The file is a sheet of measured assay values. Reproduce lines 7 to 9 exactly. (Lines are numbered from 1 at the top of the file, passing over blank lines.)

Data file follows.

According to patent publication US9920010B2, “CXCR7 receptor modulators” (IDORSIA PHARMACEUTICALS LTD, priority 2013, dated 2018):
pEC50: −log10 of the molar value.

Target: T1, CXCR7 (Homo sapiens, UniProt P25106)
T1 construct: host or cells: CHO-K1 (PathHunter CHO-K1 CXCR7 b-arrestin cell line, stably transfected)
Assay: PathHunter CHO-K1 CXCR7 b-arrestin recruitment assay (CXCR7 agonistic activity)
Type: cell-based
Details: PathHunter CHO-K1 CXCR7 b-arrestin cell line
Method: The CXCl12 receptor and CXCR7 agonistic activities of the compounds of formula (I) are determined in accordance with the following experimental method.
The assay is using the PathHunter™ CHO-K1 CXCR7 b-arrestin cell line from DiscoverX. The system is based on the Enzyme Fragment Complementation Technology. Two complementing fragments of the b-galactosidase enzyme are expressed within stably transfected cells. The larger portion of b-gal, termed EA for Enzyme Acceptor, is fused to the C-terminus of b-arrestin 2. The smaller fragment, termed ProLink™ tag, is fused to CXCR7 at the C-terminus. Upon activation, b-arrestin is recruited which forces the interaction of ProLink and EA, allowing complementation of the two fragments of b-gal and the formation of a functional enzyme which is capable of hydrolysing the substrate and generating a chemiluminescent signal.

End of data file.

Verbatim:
Details: PathHunter CHO-K1 CXCR7 b-arrestin cell line
Method: The CXCl12 receptor and CXCR7 agonistic activities of the compounds of formula (I) are determined in accordance with the following experimental method.
The assay is using the PathHunter™ CHO-K1 CXCR7 b-arrestin cell line from DiscoverX. The system is based on the Enzyme Fragment Complementation Technology. Two complementing fragments of the b-galactosidase enzyme are expressed within stably transfected cells. The larger portion of b-gal, termed EA for Enzyme Acceptor, is fused to the C-terminus of b-arrestin 2. The smaller fragment, termed ProLink™ tag, is fused to CXCR7 at the C-terminus. Upon activation, b-arrestin is recruited which forces the interaction of ProLink and EA, allowing complementation of the two fragments of b-gal and the formation of a functional enzyme which is capable of hydrolysing the substrate and generating a chemiluminescent signal.